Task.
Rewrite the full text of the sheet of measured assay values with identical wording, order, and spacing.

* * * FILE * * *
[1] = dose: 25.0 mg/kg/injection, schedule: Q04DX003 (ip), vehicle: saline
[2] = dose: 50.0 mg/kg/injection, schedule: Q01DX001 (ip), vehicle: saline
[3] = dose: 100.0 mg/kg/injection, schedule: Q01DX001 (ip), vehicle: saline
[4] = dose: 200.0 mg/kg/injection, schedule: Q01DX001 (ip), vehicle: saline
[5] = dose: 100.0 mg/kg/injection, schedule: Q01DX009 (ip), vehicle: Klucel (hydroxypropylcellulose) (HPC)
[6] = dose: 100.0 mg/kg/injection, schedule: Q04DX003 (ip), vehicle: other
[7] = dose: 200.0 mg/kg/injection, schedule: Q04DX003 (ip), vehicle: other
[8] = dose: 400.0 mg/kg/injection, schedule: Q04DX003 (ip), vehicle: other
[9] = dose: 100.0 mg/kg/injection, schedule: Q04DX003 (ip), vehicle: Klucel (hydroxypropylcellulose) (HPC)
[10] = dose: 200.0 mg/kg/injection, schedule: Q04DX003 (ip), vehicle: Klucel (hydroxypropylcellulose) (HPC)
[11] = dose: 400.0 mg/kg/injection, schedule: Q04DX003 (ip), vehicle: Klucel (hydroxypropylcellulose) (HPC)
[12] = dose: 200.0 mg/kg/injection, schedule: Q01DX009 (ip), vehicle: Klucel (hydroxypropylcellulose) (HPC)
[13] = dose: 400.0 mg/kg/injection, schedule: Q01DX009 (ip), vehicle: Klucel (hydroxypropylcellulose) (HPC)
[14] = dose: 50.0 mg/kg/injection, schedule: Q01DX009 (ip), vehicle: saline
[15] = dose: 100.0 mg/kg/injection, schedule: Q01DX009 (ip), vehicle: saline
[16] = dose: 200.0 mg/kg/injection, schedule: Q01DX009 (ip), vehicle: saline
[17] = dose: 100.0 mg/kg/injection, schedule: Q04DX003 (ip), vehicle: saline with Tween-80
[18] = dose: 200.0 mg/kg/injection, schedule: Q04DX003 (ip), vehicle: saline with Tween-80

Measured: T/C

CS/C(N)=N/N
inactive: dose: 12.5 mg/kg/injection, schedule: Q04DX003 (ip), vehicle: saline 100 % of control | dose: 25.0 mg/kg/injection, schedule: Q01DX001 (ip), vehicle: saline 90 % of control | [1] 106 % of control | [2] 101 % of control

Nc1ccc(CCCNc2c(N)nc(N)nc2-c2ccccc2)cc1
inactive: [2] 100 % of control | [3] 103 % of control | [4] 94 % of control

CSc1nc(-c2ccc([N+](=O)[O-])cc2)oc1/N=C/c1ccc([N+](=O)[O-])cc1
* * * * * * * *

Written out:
[1] = dose: 25.0 mg/kg/injection, schedule: Q04DX003 (ip), vehicle: saline
[2] = dose: 50.0 mg/kg/injection, schedule: Q01DX001 (ip), vehicle: saline
[3] = dose: 100.0 mg/kg/injection, schedule: Q01DX001 (ip), vehicle: saline
[4] = dose: 200.0 mg/kg/injection, schedule: Q01DX001 (ip), vehicle: saline
[5] = dose: 100.0 mg/kg/injection, schedule: Q01DX009 (ip), vehicle: Klucel (hydroxypropylcellulose) (HPC)
[6] = dose: 100.0 mg/kg/injection, schedule: Q04DX003 (ip), vehicle: other
[7] = dose: 200.0 mg/kg/injection, schedule: Q04DX003 (ip), vehicle: other
[8] = dose: 400.0 mg/kg/injection, schedule: Q04DX003 (ip), vehicle: other
[9] = dose: 100.0 mg/kg/injection, schedule: Q04DX003 (ip), vehicle: Klucel (hydroxypropylcellulose) (HPC)
[10] = dose: 200.0 mg/kg/injection, schedule: Q04DX003 (ip), vehicle: Klucel (hydroxypropylcellulose) (HPC)
[11] = dose: 400.0 mg/kg/injection, schedule: Q04DX003 (ip), vehicle: Klucel (hydroxypropylcellulose) (HPC)
[12] = dose: 200.0 mg/kg/injection, schedule: Q01DX009 (ip), vehicle: Klucel (hydroxypropylcellulose) (HPC)
[13] = dose: 400.0 mg/kg/injection, schedule: Q01DX009 (ip), vehicle: Klucel (hydroxypropylcellulose) (HPC)
[14] = dose: 50.0 mg/kg/injection, schedule: Q01DX009 (ip), vehicle: saline
[15] = dose: 100.0 mg/kg/injection, schedule: Q01DX009 (ip), vehicle: saline
[16] = dose: 200.0 mg/kg/injection, schedule: Q01DX009 (ip), vehicle: saline
[17] = dose: 100.0 mg/kg/injection, schedule: Q04DX003 (ip), vehicle: saline with Tween-80
[18] = dose: 200.0 mg/kg/injection, schedule: Q04DX003 (ip), vehicle: saline with Tween-80

Measured: T/C

CS/C(N)=N/N
inactive: dose: 12.5 mg/kg/injection, schedule: Q04DX003 (ip), vehicle: saline 100 % of control | dose: 25.0 mg/kg/injection, schedule: Q01DX001 (ip), vehicle: saline 90 % of control | [1] 106 % of control | [2] 101 % of control

Nc1ccc(CCCNc2c(N)nc(N)nc2-c2ccccc2)cc1
inactive: [2] 100 % of control | [3] 103 % of control | [4] 94 % of control

CSc1nc(-c2ccc([N+](=O)[O-])cc2)oc1/N=C/c1ccc([N+](=O)[O-])cc1